High Line historian reflects on history of beloved NYC park for 15th anniversary

Joelle Garguilo Image
Tuesday, June 25, 2024
High Line historian reflects on history of park for 15th anniversary
Joelle Garguilo has details on the anniversary of the High Line Park.

CHELSEA, Manhattan (WABC) -- Amid the skyscrapers and bustling city streets is an oasis above the chaos - a park in the sky. The High Line is celebrating its 15th anniversary this year, but its story begins long before that.

"The viaduct was designed and built to solve a problem, an age-old problem in New York City that we have today in our age of Ubers and scooters and Citi Bikes - crazy traffic, very dangerous traffic," said Annik LaFarge. "There were for 150 years trains running in the streets of New York City, which most people don't really think about."

LaFarge, author of "On the High Line," has been deep in research for the last 16 years.

"And by the 1850s, the city realized it had created an extremely dangerous situation. They came up with this really interesting ordinance that every train going up or down the avenue had to be preceded by a man on horseback. They became known as the West Side cowboys," LaFarge said. "And even despite these cowboys, there were so many deaths along this was the heart, it was known as Death Avenue."

The city needed a solution so they elevated the trains and the High Line was born. That was in the 1930s and the last train ran down the High Line in 1980.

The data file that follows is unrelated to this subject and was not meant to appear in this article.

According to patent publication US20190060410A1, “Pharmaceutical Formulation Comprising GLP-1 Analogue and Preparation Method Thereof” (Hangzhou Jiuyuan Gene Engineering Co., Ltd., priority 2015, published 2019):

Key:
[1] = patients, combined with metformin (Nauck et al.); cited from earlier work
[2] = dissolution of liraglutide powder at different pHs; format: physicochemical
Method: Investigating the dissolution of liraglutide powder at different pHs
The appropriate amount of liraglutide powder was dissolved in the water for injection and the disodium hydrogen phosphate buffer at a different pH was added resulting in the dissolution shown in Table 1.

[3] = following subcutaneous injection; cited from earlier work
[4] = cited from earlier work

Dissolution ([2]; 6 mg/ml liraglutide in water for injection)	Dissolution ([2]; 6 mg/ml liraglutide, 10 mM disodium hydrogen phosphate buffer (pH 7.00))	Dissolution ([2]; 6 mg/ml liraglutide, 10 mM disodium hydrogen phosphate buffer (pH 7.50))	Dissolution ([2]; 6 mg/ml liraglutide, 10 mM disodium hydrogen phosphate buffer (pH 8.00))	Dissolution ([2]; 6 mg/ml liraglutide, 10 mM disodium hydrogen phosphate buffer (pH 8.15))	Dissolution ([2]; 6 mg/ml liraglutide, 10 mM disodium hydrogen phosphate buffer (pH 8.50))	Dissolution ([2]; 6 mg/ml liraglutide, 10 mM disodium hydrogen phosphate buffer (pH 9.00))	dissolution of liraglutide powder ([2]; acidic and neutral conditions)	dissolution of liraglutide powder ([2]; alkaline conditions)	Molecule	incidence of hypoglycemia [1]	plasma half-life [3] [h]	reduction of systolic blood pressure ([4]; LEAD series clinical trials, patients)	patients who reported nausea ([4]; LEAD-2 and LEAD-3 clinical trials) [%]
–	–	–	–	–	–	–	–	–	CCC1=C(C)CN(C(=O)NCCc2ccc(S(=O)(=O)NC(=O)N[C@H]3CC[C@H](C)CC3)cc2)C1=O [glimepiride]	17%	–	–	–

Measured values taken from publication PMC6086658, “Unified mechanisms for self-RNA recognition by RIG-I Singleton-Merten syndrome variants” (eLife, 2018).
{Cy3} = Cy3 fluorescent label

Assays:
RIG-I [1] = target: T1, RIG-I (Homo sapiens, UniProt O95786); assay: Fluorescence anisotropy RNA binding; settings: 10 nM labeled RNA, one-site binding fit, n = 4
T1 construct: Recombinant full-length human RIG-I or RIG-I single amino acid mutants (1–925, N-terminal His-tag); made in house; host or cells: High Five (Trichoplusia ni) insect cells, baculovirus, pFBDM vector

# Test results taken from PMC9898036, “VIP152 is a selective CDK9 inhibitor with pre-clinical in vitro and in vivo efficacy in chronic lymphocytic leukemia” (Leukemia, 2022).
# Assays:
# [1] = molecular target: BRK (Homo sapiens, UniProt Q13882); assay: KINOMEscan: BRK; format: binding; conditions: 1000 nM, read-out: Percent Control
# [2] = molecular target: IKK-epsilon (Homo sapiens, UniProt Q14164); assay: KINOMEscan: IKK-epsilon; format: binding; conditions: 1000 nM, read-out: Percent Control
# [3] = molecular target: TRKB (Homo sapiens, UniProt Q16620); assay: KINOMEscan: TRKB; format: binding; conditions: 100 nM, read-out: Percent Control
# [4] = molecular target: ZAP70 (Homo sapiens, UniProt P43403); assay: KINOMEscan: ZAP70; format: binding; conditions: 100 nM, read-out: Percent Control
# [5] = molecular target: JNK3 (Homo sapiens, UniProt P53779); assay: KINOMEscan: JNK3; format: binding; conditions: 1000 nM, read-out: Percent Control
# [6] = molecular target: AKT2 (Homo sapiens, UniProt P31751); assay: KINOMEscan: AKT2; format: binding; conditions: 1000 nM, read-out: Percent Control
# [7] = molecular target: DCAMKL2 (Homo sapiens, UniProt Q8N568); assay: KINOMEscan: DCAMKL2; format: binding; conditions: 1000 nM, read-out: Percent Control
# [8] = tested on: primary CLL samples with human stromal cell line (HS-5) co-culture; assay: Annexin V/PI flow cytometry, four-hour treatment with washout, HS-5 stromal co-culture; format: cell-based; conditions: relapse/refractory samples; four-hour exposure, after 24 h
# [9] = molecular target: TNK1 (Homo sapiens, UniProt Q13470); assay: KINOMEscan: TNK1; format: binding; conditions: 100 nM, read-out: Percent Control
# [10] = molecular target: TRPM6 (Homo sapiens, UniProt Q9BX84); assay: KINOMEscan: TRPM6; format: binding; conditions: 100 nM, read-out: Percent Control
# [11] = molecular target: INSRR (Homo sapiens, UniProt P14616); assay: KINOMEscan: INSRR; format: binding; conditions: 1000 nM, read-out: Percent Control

It sat unused and nature took over.

"And so when you walk through the highline now, there are six and a half acres of gardens on the highline, more than 500 different species of plants, 16 garden zones, and of the plants that are here, more than 120 are native to one of the five boroughs of New York City, which I think is great," LaFarge said. "This is a New York City Park in every possible way."

But the High Line's transformation almost didn't happen.

"A lot of people wanted to tear it down, it was an eyesore, they said there were all these property owners underneath," LaFarge said. "And in fact, one of the last things that Mayor Rudy Giuliani did before he left office was to sign the demolition order for the High Line, which thankfully was later vacated by a judge that order."

LaFarge said her love for the High Line came when she moved to 22nd Street in 2008 and watched the project come to life. Anyone who walks with LaFarge can see it is clear that every section tells a story.

"There's also a tremendous amount of wildlife here and then Friends of the High Line has a very strong commitment to protecting wildlife," LaFarge said. "So what you don't see are little bee hotels to preserve, there's something like 33 species of bees, on and along the High Line. And so they're very committed to protecting wildlife. There are water features from birds and insects."

Art is also a vital part of the High Line experience. Rotating exhibitions and permanent installations dot the pathway.

As it marks its 15th anniversary, the High Line continues to evolve - much like the city it calls home.

"It's almost like a microcosm of the city for the change that it has, it changes the gardens, the seasons change, the architecture, the development changes, the amount of people changes, the art programs change," LaFarge said. "We are literally walking on history."


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